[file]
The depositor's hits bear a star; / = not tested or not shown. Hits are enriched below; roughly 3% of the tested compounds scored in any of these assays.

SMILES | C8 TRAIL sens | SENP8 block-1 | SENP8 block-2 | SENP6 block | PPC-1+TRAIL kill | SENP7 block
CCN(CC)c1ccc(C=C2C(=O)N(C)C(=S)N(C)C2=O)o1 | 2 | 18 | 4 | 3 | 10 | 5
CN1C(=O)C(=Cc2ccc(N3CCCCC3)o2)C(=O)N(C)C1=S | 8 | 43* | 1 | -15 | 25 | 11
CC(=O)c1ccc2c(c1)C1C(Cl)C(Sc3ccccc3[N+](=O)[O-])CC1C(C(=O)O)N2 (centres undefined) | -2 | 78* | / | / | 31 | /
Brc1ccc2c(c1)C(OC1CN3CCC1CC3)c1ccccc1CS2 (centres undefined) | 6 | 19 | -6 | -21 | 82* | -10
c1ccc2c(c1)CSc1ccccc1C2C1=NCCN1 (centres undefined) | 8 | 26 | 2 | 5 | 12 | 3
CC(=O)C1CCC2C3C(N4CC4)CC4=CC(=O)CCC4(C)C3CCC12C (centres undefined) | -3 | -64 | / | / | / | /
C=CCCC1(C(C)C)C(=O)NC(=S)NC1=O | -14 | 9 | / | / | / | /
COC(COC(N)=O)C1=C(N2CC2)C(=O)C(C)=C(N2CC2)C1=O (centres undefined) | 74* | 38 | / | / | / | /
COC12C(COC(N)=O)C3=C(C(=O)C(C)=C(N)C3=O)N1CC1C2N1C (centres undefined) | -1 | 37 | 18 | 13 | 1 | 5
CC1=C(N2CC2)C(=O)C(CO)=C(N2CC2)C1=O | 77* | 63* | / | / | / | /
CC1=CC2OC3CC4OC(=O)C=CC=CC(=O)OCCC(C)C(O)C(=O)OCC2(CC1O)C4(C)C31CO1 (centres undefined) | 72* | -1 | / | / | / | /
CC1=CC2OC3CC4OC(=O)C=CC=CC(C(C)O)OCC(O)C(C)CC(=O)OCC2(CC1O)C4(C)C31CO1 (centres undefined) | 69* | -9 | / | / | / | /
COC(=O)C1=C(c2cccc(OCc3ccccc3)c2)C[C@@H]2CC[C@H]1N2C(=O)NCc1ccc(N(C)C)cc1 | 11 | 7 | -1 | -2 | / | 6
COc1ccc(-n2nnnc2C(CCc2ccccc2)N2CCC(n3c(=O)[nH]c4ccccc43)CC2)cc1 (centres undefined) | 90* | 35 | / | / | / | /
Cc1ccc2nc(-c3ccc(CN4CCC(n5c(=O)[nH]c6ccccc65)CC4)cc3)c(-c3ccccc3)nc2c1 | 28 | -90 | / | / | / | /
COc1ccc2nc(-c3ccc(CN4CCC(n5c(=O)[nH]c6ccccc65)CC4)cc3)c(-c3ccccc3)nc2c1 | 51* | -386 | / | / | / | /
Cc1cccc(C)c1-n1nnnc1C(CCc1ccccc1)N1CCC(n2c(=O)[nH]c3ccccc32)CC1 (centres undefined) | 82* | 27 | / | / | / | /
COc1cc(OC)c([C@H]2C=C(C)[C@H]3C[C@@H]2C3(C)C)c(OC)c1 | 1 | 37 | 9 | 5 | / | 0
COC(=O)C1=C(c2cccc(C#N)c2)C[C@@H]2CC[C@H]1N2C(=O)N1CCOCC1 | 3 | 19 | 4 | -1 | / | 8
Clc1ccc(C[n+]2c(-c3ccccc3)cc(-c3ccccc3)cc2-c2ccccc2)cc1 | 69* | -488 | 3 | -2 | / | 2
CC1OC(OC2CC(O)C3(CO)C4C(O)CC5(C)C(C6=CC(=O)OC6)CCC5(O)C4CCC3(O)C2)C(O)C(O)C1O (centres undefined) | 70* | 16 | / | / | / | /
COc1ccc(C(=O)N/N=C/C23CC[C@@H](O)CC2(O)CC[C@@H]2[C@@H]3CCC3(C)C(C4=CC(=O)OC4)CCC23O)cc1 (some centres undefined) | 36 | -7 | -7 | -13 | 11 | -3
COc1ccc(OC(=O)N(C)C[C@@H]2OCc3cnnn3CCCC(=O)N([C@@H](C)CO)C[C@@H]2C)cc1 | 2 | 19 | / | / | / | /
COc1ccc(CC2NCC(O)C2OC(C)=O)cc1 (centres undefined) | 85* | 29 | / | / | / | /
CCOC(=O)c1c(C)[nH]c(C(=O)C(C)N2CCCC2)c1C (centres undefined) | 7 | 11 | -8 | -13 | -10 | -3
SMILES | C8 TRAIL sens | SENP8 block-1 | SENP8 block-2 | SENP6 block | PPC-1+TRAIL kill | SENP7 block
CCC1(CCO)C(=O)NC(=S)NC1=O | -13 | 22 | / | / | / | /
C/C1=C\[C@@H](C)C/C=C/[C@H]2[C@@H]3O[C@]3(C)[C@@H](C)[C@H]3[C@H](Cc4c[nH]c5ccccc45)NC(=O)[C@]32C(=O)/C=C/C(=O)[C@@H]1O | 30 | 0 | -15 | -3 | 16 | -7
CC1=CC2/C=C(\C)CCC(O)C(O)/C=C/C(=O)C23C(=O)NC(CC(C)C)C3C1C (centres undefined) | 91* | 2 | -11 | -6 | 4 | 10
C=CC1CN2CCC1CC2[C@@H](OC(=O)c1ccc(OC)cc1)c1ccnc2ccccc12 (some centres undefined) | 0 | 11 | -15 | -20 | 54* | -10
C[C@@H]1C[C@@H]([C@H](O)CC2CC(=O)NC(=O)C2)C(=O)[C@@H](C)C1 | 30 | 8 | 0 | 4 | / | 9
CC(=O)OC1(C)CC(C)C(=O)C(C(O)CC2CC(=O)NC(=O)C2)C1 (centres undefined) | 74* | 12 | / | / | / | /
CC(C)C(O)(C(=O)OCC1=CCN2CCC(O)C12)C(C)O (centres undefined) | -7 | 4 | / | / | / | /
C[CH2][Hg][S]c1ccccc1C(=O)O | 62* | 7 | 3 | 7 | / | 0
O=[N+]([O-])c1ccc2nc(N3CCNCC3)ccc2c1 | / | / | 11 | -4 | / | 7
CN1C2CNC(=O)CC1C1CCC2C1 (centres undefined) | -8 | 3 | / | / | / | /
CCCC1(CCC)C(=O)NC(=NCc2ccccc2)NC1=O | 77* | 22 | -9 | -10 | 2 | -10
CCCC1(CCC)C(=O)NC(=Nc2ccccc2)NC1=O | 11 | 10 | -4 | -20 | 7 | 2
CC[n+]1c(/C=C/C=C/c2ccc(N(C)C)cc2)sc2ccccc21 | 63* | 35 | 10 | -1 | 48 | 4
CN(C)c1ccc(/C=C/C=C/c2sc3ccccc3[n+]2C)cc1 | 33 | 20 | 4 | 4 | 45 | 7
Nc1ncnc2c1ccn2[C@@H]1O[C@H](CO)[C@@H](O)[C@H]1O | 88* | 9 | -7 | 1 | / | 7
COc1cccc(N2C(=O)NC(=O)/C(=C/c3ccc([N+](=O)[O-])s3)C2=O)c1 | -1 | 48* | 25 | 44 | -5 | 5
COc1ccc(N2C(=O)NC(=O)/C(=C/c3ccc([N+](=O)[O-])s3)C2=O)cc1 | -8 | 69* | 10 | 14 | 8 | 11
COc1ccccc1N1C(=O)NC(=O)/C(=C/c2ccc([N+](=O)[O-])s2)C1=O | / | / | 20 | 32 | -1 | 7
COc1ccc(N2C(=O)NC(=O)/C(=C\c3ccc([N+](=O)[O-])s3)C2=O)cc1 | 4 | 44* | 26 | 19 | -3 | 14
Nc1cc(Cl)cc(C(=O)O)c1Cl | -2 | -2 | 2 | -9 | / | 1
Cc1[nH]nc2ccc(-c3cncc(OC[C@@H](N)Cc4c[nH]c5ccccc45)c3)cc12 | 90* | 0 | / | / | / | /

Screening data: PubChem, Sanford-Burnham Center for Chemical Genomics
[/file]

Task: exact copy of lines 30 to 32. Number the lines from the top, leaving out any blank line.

C/C1=C\[C@@H](C)C/C=C/[C@H]2[C@@H]3O[C@]3(C)[C@@H](C)[C@H]3[C@H](Cc4c[nH]c5ccccc45)NC(=O)[C@]32C(=O)/C=C/C(=O)[C@@H]1O | 30 | 0 | -15 | -3 | 16 | -7
CC1=CC2/C=C(\C)CCC(O)C(O)/C=C/C(=O)C23C(=O)NC(CC(C)C)C3C1C (centres undefined) | 91* | 2 | -11 | -6 | 4 | 10
C=CC1CN2CCC1CC2[C@@H](OC(=O)c1ccc(OC)cc1)c1ccnc2ccccc12 (some centres undefined) | 0 | 11 | -15 | -20 | 54* | -10